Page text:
The Activation Step holds the final, fundamental part of the platelet preparation: it is where we set the platelets and get them ready to work.
As previously mentioned in the Blood Extraction Step, the sodium citrate anticoagulant is the most commonly used, and it prevents clotting by forming chelates from calcium ions.
The activation consists, generally speaking, in the reversion of this process by returning calcium to the platelets, since it intervenes in the transformation of prothrombin into thrombin, as well as in the platelet aggregation and adhesion, through the membrane receptors of the platelets.
There are two different types of platelet activation
- Endogenous. This activation occurs naturally. It is also known as “physiological activation”, and it happens as the platelets react to the collagen fibers inside the body. Some authors recommend applying the platelets directly and letting them act on their own.
- Exogenous. This type of activation is pharmacologically induced before applying the PRP onto the patient. The most commonly used products for veterinary use are Calcium Gluconate at 10% (CG), Calcium Chloride at 10% (CaCl2) and Bovine Thrombin (BT).
How to choose the appropriate activation method?
Different research studies have determined that CaCl2 10% and CG 10% are the easier ones to obtain, regarding availability and cost.
When using CaCl2 10%, the dilution should be 0.1 cc of CaCl2 for every 0.9 cc of PRP, so that neutralization of the anticoagulant effect of the citrate can be achieved. In the case of CG 10%, the dilution should be 0.3 cc of CG for every 0.7 cc of PRP. Taking these numbers into account, we could say that CaCl2 10% is more efficient—dosage-wise— than CG 10%, but, in some countries it is easier and a lot cheaper to find CG, so availability is a very important element to observe when choosing between these two activators.
Various articles report that Bovine Thrombin dilution should be 5U/cc, but there are still no defined protocols for its use for PRP activation in veterinary medicine. It is important to highlight that BT is a little bit more expensive than CaCl2.
Other products are available, such as thromboxane and by-products, but there are much more expensive and have still not been tested appropriately in animals to offer a fair dosage protocol or opinion.
Now, speaking outside of dilutions, availability and costs, here goes one of the most important questions: which one works the best? Unfortunately, we still don’t have a full positive answer, since there are so many different animal species with different platelet functions and morphology, so there is a really wide research field waiting to be looked into to establish protocols for each species. However, the few studies that do offer close answers can be useful for the veterinary clinician.
There is an interesting variation in opinions regarding the best platelet activator for veterinary used. Some veterinarians prefer an endogenous activation, that is, not using pharmacological activation at all, and just applying the PRP in its natural form. Other experienced physicians believe endogenous activation is not the most effective way to really exploit every single one of the concentrated platelets. The most popular opinion is that, if one has already gone through “all the trouble” of the preparation steps, one might as well benefit from it fully, maximizing the platelet functions with the artificial available methods.
Research Study in Brazil
A research study made in Brazil in 2012 by Zandim et al., evaluated the effect of BT, CaCl2, and physiological activation in horse platelets, by analyzing the platelet morphology and activation state after the activation process.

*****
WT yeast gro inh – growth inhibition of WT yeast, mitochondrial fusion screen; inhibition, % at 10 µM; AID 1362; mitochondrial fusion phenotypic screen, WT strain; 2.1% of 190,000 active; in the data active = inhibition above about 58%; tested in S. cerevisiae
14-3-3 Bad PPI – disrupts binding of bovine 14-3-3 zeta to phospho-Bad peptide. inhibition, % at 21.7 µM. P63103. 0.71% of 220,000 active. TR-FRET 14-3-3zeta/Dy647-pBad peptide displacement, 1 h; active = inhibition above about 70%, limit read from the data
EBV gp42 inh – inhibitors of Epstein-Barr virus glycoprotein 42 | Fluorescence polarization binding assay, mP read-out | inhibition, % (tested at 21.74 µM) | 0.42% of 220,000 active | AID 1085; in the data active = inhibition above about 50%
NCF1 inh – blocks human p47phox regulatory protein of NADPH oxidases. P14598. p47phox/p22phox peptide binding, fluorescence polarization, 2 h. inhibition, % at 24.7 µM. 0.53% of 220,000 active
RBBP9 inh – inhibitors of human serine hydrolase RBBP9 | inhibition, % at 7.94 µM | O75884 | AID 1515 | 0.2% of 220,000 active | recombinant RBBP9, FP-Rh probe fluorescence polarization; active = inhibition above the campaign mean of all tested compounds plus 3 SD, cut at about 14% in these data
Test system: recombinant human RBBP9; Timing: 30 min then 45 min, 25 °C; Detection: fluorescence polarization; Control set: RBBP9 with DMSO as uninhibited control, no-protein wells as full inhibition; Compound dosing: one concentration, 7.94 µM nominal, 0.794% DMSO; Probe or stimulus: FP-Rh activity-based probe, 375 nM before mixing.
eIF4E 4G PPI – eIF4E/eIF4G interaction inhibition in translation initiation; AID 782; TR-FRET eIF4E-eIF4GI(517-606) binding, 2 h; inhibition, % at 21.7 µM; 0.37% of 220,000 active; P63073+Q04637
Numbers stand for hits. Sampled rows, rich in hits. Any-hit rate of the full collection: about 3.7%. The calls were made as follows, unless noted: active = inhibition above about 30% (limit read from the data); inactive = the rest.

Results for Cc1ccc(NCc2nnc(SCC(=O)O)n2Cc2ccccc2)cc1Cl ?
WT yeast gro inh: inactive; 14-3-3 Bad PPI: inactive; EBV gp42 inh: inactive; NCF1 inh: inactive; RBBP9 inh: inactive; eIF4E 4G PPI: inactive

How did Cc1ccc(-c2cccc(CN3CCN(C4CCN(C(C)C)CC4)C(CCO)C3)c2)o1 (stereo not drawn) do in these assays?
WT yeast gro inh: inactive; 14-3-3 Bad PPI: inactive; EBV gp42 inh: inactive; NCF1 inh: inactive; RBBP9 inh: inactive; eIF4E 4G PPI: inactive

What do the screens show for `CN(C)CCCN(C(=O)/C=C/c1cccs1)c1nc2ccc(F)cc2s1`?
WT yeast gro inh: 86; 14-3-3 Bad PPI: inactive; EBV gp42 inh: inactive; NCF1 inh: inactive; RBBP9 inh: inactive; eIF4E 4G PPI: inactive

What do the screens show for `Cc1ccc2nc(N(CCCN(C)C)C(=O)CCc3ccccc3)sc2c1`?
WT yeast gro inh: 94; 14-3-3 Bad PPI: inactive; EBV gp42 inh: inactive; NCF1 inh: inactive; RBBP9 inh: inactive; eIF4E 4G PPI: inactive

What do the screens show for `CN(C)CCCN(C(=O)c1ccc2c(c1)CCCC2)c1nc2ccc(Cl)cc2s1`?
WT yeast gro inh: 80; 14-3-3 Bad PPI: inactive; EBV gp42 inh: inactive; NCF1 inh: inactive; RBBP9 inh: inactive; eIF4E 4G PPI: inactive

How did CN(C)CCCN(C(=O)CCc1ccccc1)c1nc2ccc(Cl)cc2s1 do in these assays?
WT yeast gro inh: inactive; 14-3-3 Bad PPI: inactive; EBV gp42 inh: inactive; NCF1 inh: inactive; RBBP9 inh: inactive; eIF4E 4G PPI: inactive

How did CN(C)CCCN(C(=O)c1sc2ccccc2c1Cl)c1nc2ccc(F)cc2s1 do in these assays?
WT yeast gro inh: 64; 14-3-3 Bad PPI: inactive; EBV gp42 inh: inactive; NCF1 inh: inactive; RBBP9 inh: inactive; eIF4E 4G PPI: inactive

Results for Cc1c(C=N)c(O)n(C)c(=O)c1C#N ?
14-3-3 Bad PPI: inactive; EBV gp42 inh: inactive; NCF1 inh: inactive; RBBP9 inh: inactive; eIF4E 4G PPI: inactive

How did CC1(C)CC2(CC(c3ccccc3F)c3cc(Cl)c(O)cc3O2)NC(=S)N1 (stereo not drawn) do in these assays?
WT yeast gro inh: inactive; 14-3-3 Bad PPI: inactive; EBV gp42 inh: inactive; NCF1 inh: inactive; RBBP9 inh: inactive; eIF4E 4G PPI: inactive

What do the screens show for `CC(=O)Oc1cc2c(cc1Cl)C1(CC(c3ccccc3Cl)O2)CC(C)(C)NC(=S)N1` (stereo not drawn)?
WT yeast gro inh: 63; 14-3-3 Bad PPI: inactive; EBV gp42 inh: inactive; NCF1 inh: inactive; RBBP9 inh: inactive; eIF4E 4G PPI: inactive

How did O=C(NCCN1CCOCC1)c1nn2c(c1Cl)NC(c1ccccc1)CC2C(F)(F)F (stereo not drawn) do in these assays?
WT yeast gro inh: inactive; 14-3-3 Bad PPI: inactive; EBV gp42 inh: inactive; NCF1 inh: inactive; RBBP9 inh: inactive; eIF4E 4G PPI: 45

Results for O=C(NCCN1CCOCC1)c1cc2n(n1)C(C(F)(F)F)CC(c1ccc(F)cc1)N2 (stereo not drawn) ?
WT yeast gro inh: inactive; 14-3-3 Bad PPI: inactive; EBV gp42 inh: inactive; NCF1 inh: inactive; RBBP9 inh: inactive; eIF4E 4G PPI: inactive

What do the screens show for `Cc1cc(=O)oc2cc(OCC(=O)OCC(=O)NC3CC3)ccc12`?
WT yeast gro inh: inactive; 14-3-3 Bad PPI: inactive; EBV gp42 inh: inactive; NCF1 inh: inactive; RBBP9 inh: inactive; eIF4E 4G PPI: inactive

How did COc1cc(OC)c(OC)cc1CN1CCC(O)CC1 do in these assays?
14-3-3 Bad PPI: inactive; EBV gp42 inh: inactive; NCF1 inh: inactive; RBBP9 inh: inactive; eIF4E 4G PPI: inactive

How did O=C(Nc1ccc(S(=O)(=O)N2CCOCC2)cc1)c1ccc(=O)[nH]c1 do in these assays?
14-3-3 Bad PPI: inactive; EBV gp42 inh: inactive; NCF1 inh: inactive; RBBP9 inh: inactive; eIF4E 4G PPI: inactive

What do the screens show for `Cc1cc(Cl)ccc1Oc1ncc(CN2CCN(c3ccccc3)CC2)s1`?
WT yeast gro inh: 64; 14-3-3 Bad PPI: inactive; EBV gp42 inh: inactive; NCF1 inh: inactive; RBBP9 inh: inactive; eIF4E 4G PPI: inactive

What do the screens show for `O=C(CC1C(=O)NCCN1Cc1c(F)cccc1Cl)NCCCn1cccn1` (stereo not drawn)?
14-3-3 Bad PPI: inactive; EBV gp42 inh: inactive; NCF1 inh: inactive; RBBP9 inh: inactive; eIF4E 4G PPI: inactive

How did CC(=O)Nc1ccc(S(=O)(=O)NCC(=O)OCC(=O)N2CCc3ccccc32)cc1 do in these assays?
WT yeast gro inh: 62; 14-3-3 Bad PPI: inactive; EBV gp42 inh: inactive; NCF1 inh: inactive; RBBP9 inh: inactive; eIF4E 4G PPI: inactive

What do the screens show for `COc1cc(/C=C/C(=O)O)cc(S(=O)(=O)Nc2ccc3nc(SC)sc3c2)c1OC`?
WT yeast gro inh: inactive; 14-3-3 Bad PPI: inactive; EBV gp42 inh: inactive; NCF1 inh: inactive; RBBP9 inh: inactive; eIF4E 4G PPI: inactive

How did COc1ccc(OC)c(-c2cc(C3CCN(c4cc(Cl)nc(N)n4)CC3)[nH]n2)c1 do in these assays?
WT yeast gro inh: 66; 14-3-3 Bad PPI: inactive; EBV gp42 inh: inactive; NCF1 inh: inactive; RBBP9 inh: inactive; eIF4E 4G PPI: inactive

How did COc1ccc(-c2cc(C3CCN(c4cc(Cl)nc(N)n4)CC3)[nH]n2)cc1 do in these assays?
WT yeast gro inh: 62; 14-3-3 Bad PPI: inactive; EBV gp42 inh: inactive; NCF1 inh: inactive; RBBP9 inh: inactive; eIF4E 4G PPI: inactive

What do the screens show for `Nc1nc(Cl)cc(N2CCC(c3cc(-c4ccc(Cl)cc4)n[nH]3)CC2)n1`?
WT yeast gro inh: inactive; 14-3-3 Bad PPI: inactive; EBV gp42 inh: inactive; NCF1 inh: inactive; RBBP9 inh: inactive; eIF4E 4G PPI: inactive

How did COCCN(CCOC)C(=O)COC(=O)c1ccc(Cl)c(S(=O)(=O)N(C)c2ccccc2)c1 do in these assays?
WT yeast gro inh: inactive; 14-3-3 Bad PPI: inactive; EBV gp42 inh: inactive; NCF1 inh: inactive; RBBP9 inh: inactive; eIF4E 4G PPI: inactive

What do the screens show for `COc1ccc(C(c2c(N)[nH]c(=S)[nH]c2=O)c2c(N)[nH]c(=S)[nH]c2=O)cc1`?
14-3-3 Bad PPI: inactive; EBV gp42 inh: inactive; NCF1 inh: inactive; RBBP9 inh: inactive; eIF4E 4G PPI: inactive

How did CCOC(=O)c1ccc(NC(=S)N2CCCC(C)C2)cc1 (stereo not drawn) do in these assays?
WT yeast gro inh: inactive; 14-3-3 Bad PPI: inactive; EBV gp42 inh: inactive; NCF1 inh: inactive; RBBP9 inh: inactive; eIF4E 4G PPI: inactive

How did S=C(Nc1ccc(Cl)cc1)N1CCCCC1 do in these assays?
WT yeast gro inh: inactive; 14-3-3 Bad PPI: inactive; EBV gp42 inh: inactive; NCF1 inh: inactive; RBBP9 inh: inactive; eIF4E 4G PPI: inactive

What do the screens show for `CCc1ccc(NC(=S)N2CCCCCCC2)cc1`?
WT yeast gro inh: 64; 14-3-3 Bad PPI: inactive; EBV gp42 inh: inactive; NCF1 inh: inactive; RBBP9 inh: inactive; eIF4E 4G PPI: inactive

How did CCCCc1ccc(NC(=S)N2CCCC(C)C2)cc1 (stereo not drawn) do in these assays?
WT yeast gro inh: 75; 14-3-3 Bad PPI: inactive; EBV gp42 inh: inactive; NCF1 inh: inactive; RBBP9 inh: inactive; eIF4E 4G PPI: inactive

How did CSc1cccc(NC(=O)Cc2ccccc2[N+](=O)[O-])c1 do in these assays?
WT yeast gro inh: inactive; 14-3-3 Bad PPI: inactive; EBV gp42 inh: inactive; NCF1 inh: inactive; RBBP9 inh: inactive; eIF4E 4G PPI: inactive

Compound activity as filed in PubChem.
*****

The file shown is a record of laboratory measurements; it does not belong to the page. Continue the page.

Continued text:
In this study, BT showed not suitable for equine platelet activation, since the platelets where seen as irregularly shaped, as well ruptured granules both inside and outside the remaining cytoplasm. CaCl2 showed a full platelet activation of 24% of the platelets in the samples, 52% of activation state uncertain, 2% of irreversibly damaged platelets and 20% of resting platelets (the resting platelets CAN become active physiologically after application to the patient, through contact with the injured tissue); the platelets that were not treated with any activator were 49% uncertain, 41% resting, 9% fully activated and 1% irreversibly damaged.
The conclusions in this investigation recommend physiological activation when PRP is administered immediately after preparation and in its liquid form, since the resting percentage of resting platelets are very significant; but also recognizes that CaCl2 is a very efficient activator that offers a 24% certainty of activation, and should be considered if the PRP will not be administered immediately, or if will be processed to a gel form, rather than a liquid form.
Other Studies Done
Another study made in feline platelets by Silva et al. was published in BMC Veterinary Research also in 2012, and compared BT against CG for platelet activation. The results measured platelet efficiency, and showed 61.36% efficiency for CG activated PRP, and 65.64% for BT activation. The author’s conclusion was that both activators provide a very useful platelet concentration and efficiency. It is interesting how the results regarding BT are so different from each other, being the species the main variant.
So, even if we can still not answer the question with a 100% certainty for each species, at least we have a very useful insight regarding what works better in some species, we are aware that the variations are many, and we have made a significant approach to the action mechanism of the whole “PRPology”, in a way that our own criteria as veterinary clinicians can guide us to make the best decision for our patients. Let’s not forget that the commercial PRP Kits are extremely practical and can also be a wise option. Now all we can do is START using PRP and open the door for more research and clinical studies!